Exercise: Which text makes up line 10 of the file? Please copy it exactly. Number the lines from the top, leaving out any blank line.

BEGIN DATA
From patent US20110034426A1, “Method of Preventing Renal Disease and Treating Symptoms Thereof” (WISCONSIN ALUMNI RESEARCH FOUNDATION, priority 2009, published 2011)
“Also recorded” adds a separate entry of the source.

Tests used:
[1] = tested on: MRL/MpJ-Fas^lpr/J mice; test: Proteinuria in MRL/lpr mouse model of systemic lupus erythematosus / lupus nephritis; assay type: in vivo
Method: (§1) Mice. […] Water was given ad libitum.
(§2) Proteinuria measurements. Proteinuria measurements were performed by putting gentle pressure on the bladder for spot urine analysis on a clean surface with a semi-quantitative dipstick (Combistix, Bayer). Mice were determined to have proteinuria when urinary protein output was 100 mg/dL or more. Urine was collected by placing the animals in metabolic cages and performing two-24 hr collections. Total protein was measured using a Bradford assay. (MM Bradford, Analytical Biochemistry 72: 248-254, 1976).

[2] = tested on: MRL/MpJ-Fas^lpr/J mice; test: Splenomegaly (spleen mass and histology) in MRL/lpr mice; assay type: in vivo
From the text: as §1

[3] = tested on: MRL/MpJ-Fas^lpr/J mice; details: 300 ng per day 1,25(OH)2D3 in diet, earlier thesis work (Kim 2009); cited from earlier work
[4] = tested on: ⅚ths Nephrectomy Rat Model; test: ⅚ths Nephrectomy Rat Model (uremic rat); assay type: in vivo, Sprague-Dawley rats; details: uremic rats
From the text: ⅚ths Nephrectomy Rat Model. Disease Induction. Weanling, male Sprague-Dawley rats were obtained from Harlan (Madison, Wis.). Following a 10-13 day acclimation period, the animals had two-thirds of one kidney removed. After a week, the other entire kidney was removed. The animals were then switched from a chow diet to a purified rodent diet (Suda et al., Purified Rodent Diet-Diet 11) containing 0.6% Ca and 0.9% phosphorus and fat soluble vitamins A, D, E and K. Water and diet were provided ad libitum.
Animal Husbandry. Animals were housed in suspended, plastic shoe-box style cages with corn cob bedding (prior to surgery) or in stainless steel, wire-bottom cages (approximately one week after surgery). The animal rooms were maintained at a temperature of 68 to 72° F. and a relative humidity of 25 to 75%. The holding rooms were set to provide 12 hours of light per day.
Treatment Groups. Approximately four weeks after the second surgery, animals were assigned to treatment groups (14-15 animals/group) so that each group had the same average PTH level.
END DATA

[4] = tested on: ⅚ths Nephrectomy Rat Model; test: ⅚ths Nephrectomy Rat Model (uremic rat); assay type: in vivo, Sprague-Dawley rats; details: uremic rats